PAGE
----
Every single Mexican restaurant where we ate in Mexico had Yucatan specialities, marinated in or cooked with achiote paste – pork, fish, chicken all featured the bright red marinade. The day before we came home, I went on a search. What better souvenir than the flavor of a region? I found a stash at an upscale grocery store at La Isla shopping mall in Cancun. I cleaned out the shelf.
But it turns out that it’s not hard to make your own or find authentic achiote paste right here in rural Virginia. The key ingredient is annatto seeds, which I hadn’t heard much about, but the other spices are readily available. This food.com recipe for homemade achiote paste seems like it would work well. Our local grocery store even has ground annatto seed in an achiote-type blend of spices. I am wondering why I searched Mexico for souvenir achiote. Now I’m going to have to do a side-by-side comparison.
The other ingredient that I have read quite a bit about is Seville orange juice, a sour version of the orange. It’s featured in this Chow recipe for achiote paste. Other recipes add the orange juice to the achiote paste when you start marinating. Alternatively, a combination of regular 1/2 cup orange juice and 1/4 cup grapefruit juice seems to be a substitute, perhaps with an extra tablespoon of lime juice. Again, our local grocery store – not known for a gourmet selection – had sour orange juice, no doubt a close relative of Seville orange juice.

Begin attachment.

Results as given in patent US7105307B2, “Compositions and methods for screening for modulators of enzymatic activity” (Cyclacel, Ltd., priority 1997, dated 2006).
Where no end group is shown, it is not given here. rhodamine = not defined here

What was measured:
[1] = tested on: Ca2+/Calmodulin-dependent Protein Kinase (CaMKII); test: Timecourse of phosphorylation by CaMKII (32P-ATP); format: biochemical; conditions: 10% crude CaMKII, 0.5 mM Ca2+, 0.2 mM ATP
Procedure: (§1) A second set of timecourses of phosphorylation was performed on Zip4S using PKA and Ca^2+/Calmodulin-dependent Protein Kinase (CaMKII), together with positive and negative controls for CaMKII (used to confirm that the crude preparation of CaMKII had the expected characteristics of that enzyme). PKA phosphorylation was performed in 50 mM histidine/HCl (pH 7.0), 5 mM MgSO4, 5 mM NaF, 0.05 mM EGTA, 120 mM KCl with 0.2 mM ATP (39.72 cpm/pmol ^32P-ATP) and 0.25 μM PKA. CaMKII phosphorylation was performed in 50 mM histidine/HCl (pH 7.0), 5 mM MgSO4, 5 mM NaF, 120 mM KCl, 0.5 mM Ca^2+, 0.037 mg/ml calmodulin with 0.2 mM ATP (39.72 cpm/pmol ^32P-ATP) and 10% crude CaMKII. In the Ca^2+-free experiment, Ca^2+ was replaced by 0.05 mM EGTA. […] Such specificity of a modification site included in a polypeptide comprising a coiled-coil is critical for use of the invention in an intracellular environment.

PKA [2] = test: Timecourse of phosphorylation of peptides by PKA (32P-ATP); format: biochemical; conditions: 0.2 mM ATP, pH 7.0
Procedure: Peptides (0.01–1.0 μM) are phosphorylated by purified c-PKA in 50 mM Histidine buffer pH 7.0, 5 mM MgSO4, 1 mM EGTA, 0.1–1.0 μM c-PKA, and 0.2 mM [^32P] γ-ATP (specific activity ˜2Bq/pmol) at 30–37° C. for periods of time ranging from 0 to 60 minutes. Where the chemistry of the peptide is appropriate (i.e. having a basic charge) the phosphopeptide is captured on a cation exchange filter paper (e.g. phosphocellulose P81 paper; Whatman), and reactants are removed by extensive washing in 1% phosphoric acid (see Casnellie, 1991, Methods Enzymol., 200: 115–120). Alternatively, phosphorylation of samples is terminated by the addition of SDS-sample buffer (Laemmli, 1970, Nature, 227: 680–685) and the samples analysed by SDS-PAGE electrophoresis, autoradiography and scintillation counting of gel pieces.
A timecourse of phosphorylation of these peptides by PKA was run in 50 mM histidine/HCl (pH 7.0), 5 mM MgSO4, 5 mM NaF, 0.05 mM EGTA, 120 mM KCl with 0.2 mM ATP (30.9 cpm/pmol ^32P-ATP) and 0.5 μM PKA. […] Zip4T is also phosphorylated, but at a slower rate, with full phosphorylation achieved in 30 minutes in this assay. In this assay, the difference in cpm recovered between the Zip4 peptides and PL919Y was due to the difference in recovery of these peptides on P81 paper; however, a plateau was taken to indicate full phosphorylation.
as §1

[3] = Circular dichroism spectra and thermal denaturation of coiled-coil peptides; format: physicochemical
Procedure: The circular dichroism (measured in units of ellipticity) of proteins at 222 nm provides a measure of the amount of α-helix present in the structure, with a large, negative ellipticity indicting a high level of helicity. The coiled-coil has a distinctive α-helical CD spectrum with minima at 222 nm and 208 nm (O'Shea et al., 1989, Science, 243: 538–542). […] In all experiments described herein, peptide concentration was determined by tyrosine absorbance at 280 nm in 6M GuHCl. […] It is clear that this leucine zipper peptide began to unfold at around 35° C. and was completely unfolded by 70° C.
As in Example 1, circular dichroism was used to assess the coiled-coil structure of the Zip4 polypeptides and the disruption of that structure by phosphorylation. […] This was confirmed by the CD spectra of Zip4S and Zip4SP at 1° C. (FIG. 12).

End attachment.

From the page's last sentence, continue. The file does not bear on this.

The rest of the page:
The availability of seemingly exotic ingredients right at home here in the good ole USA points to the interplay of the global marketplace and the strong Mexican culture growing in the United States. As a child, Mexican food meant tortilla chips with guacamole. Now, it can mean so much more.